AZ MS: Not that you have really had to deal with it much, but how do you address failures when they come up?

Kate: Growing up in high school I rarely had a bad race. It was one of those things of being a big fish in a small pond though. When you get to a higher level, whatever that is for you, you have to manage expectations when you aren't the best. There are people out there who are more experienced and who have been training longer than you have. This year things went haywire for me at USA's. The first thing you have to do when something like that happens is laugh at it. You cannot let bad performances define you. Everyone has a bad day. Also, I feel it is important to have people you look up to. You can look at when they have had a bad day and realize you aren't marked as a bad runner or anything. For me that takes the embarrassment out of it. One bad race is not a trend, just keep mental notes.

My coach tells me to reimagine the race, think about what went haywire and how to correct it. That way next time I am back at USA's I can think back about the positives and the corrections, not the negatives. I also have mentors who I email about this type of stuff. I have an email folder about planning for next year. It might be stuff like, don't lift the week before a big race. I have also learned, there is no substitute for good training. You need to put off the need for immediate gratification, and keep on working hard.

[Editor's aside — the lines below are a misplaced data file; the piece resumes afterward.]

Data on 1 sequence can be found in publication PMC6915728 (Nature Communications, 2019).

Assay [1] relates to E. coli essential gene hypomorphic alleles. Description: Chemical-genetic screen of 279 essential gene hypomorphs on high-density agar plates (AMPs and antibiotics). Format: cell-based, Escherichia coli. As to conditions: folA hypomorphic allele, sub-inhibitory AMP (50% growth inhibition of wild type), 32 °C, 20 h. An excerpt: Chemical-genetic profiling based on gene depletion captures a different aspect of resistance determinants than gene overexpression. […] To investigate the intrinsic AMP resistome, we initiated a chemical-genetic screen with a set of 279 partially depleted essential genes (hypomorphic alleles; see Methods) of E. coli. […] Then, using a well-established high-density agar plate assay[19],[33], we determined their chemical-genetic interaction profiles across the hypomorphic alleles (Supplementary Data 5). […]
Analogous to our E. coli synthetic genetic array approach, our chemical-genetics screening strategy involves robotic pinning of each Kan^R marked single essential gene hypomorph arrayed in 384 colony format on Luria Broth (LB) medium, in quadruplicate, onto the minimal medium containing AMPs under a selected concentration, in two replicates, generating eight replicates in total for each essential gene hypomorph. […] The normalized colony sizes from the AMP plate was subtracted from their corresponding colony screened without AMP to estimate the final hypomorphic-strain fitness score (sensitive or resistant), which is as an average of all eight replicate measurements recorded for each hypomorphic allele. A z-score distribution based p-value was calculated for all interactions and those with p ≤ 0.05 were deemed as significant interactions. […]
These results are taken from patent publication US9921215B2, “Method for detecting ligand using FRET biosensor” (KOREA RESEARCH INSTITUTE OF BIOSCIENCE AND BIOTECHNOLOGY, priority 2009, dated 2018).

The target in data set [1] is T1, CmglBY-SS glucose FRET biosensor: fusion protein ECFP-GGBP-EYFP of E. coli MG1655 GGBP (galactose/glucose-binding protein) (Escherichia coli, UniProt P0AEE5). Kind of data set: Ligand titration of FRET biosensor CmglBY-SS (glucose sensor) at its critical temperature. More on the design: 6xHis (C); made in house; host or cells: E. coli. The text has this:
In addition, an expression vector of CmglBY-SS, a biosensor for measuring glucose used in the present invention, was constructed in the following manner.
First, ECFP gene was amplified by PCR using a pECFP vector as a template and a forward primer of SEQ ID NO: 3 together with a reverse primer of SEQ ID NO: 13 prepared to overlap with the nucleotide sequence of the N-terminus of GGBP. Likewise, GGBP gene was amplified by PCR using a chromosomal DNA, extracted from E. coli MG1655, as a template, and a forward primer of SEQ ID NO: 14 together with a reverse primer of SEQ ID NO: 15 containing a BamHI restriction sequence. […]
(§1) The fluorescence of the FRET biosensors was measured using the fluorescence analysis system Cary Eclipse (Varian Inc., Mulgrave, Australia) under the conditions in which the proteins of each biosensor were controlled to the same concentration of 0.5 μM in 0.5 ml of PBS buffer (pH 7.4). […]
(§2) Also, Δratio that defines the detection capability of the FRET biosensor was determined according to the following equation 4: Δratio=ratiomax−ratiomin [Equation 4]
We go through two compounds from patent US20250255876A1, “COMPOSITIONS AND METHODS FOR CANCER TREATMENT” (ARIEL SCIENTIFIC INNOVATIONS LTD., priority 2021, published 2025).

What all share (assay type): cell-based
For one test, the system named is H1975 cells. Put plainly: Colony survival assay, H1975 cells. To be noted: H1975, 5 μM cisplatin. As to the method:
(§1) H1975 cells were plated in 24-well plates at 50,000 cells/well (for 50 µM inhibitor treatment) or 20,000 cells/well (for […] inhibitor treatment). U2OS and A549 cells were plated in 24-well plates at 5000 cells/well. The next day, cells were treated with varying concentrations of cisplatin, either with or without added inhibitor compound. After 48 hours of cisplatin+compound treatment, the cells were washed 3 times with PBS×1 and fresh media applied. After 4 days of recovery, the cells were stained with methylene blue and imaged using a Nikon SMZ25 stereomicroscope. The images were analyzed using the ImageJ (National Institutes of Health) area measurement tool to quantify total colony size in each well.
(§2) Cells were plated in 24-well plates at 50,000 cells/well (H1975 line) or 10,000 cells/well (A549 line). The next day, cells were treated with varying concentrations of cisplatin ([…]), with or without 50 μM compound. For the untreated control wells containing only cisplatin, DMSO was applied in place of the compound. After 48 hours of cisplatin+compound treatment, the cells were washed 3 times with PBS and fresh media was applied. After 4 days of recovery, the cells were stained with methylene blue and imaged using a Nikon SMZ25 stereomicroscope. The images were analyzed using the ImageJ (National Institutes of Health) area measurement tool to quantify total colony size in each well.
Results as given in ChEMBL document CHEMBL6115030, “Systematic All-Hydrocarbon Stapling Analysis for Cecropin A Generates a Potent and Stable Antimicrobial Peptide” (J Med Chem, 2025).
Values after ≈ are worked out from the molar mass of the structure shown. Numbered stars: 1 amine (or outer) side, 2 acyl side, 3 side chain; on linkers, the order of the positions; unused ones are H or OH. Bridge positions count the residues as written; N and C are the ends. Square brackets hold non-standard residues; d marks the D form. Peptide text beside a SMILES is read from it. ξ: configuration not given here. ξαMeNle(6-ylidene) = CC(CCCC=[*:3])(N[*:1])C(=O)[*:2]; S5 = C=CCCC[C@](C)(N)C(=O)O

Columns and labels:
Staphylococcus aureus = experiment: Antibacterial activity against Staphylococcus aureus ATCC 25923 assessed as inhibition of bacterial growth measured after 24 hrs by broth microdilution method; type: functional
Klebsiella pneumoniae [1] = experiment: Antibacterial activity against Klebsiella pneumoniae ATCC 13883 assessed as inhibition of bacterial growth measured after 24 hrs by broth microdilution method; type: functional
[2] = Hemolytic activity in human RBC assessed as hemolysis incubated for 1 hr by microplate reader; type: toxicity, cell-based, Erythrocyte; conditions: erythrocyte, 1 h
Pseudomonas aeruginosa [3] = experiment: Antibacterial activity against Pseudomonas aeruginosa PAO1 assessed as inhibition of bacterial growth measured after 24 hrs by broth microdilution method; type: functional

At the end of the day you just have to go out there and do it again. Show you aren't afraid and you have conquered it.

AZ MS: Who are some of your mentors and heroes?

Kate: Different people at different times. I didn't realize the career path of running at first, but Morgan Uceny was an inspiration to me. She improved a lot after she graduated from Cornell (Editor's note: Cornell is also an Ivy League school). I really admire Brenda Martinez for her training intensity and working hard. It's just goes to show you can do whatever you set your mind to. Growing up in California I really admired Alysia Montano. She was an 800m runner at Cal at the time. I almost went there because of her. Jenny Simpson is another one. Watching her win her first NCAA title in 2008 was incredible. She won the steeplechase and set the NCAA record that year. That was the first time I realized just how much I enjoyed the struggle and triumph.

AZ MS: How do you feel about being a hero yourself now running for Oiselle?

Kate: It's a cool thing, I don't really believe it most of the time. It almost just doesn't register. Even though I have had some good races I want to accomplish more. I have learned to think that it's OK to say what you are doing is good and at the same time not be satisfied and want to strive for more.

AZ MS: How do/did you handle the demands on your time with leading the Oiselle Flock and school while at Yale?